BiMedia October 2007

BCN 87 cover

This originally appeared in BCN issue 87, September 2007

Perhaps it’s not the most illustrious start to my tenure on BiMedia: a US-centric, three-week-old entertainment story, which, assuming you rhyme “bed” with the letter z, probably won’t reach your TV screen for about five years anyway. 

But really, if the prospect of Joley Richardson and Portia de Rossi getting intimate in the upcoming series of Nip/Tuck doesn’t grab your sexually fluid imaginations, I give up already. Yup, according to US Lesbian/Bi media site AfterEllen.com, de Rossi is to guest star as a lesbian mother whose teenage daughter goes under the knife, while she goes under the duvet with Richardson’s married character, Julia.  Says AfterEllen’s Editor-in-Chief Sarah Warn: “I’m looking forward to seeing how this relationship plays out…” [with Nip/Tuck’s favoured blend of scrupulous realism and not a kilo of gratuitous flesh, surely??]  “…but these two look a little too similar for my taste. It’s kinda creepy. I mean, who was the casting directory on this one, Freud?” [Sources close to the dead head doctor say he was a bit tied up to take on casting duties for this season’s Nip/Tuck but that, like most dedicated MILF-spotters, he will be zestfully poised in front of his plasma-screen when the relevant episodes air].

Elsewhere, actress Julie Delpy (writer, star and director of 2 Days In Paris) is in the Observer (September 2) talking about her script for The Countess, a new biopic of 16th century Hungarian Countess Elizabeth Bathory, aka The Bloody Countess (so named because, when she wasn’t running affairs of state, she apparently had a thing for slashing young girls to death and sucking on their blood to preserve her youth). Says Delpy:  “She was highly sexual for her time. Probably bisexual.” Rich, power-crazed, promiscuous, and a proto-Goth? Good grief, is that the complete Pokemon-card set of bisexual stereotypes or what?

If you like your GOGA British and un-gentrified, how about Denise Van Outen? The Sun (September 10) brings you the news that: “Stunning Denise Van Outen has signed to play a bisexual performance artist in revamped musical Rent. The groundbreaking show, which opens at London’s Duke of York’s Theatre on October 16, features a cast of gay, lesbian and transgender characters and will also star former Sugababe Siobhan Donaghy.” The headline is “Denise plays bisexual in Rent.” Succinct, like: “Tabloid plumps for unsubtle headline about photogenic woman playing bi.”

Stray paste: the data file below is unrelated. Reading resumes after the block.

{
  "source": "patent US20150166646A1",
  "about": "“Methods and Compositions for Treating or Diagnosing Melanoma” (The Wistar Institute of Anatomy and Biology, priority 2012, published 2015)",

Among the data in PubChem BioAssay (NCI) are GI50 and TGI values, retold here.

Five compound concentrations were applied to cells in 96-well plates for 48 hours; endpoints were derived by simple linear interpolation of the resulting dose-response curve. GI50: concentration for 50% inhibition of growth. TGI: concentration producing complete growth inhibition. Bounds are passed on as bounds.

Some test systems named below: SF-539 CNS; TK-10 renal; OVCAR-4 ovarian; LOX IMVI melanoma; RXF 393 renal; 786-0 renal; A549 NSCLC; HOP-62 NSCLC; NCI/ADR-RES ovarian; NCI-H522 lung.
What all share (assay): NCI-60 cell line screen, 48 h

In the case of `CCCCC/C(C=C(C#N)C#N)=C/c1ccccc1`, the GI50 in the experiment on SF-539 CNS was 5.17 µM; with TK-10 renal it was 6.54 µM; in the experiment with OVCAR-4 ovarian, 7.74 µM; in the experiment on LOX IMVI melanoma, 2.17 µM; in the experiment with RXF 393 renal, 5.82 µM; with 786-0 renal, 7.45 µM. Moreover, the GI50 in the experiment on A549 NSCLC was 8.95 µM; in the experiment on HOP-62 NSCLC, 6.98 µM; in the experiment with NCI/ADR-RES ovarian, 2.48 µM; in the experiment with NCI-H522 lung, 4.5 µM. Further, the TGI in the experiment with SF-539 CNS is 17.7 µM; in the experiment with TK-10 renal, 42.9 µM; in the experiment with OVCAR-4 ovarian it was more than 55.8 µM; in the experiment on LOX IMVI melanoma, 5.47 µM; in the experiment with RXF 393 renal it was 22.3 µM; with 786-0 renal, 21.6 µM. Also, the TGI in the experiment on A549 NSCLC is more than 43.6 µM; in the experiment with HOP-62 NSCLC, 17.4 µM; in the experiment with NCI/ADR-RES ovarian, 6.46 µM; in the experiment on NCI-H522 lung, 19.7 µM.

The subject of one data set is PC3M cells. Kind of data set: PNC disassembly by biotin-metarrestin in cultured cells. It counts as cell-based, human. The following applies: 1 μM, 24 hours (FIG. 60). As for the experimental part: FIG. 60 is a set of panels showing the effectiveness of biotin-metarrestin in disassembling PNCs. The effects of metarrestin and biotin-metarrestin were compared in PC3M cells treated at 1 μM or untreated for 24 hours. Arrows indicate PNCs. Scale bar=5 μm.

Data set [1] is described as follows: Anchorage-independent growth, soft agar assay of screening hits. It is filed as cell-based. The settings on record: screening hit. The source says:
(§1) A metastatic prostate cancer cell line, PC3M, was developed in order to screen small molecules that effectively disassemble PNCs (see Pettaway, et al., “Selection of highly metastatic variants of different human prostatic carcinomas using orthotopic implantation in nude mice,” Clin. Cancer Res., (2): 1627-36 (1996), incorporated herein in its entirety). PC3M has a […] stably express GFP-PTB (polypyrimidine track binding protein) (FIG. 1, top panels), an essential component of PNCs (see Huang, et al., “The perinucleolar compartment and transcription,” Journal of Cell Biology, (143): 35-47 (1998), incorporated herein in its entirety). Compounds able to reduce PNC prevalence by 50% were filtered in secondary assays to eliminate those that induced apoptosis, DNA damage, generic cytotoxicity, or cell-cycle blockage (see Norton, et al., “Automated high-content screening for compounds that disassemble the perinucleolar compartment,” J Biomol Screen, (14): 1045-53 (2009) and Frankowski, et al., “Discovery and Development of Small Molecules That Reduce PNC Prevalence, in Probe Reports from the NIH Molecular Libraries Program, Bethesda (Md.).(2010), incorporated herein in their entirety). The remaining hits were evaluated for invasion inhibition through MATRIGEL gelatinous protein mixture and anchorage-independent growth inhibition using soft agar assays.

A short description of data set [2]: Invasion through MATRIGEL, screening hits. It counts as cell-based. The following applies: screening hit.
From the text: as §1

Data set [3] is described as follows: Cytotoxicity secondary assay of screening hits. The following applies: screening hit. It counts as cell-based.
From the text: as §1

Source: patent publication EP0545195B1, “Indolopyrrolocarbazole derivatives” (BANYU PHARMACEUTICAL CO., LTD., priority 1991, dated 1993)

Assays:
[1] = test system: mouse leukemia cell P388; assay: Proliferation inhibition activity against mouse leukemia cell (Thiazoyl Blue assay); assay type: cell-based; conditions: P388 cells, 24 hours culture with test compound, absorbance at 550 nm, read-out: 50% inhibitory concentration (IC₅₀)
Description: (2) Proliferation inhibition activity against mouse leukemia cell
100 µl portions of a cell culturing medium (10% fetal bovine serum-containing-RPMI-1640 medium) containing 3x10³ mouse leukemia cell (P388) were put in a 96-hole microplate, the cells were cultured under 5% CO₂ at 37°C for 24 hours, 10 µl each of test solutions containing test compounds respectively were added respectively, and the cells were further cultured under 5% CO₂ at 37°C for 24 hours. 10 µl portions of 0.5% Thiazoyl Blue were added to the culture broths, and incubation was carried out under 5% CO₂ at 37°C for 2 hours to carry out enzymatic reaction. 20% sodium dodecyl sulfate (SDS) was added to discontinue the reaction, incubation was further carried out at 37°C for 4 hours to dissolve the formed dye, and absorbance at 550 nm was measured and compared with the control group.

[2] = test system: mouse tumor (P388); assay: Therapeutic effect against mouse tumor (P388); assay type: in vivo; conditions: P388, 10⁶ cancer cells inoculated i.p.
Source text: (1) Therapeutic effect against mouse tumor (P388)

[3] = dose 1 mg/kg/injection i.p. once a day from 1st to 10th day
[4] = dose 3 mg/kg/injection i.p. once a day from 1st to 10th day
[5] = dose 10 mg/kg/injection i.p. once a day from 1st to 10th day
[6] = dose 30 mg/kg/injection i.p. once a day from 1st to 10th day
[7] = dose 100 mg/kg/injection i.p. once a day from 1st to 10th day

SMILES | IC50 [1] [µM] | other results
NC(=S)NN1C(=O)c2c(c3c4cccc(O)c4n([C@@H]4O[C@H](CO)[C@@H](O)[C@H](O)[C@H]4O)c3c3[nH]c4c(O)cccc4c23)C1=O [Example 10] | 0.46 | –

In the “spouse leaves for a same sex partner” corner this issue we have two very different articles. The Guardian (August 11) gets half a gold star for its first-person account: “My mum left my dad for another woman” by Sian Norris, with the standfirst: “My parents’ marriage was pretty much over before Mum met Kathryn. She wasn’t a home wrecker – and my dad was surprisingly calm and accepting”. Good Housekeeping’s Real Lives section, meanwhile, has a cover story so depressing it should come with a miniature vodka bottle tacked to the front. In “My husband’s in love – with another man” a devastated woman tells of how her ‘respectable solicitor’ husband had been having secret sex with men for ten years until (yes, of course) she caught an STD. “An affair with another woman would have been betrayal enough…Despite everything, I still have three daughters to stay strong for.” There’s nay a b-word in sight in either article. Sian’s mother, we are told, left her father to “start her new life as a lesbian” while Mrs Solictors’ Husband is gayer than Graham Norton’s Blackberry. It seems that whether the ex lover reacts with calm acceptance or seething anger, the media message is still the same: anyone who leaves their husband or wife for a same-sex partner is a repressed gay man or a lesbian.

Finally, The Times (September 9) profiles ‘Europe’s last movie master’ Pedro Almodovar, whose film All About My Mother has been adapted into a London stage show starring Diana Rigg and opening this week, “At 17, against the wishes of his family, he went to live in Madrid. Probably his homosexuality – well, it was bisexuality then – had much to do with this move. He has always been insistent on being seen not as a gay director, but as a director who happens to be gay. But the big point is, whatever his sexuality, he is perhaps the finest director of women and creator of female characters the cinema has ever known.”

Hurrah! That’s settled then.